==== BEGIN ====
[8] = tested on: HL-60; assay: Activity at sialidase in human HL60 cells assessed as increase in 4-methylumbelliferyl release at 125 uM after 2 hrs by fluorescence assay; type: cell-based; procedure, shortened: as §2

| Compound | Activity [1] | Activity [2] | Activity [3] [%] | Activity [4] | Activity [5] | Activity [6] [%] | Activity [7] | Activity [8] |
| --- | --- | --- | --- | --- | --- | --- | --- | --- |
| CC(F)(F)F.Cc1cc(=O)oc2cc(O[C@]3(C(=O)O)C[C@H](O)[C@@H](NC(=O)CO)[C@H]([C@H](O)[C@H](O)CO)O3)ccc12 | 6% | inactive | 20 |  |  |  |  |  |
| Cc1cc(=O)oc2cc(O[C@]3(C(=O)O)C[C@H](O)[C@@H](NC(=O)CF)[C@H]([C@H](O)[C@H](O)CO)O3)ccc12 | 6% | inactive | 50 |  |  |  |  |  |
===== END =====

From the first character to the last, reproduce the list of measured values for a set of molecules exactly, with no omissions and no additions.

[8] = tested on: HL-60; assay: Activity at sialidase in human HL60 cells assessed as increase in 4-methylumbelliferyl release at 125 uM after 2 hrs by fluorescence assay; type: cell-based; procedure, shortened: as §2

| Compound | Activity [1] | Activity [2] | Activity [3] [%] | Activity [4] | Activity [5] | Activity [6] [%] | Activity [7] | Activity [8] |
| --- | --- | --- | --- | --- | --- | --- | --- | --- |
| CC(F)(F)F.Cc1cc(=O)oc2cc(O[C@]3(C(=O)O)C[C@H](O)[C@@H](NC(=O)CO)[C@H]([C@H](O)[C@H](O)CO)O3)ccc12 | 6% | inactive | 20 |  |  |  |  |  |
| Cc1cc(=O)oc2cc(O[C@]3(C(=O)O)C[C@H](O)[C@@H](NC(=O)CF)[C@H]([C@H](O)[C@H](O)CO)O3)ccc12 | 6% | inactive | 50 |  |  |  |  |  |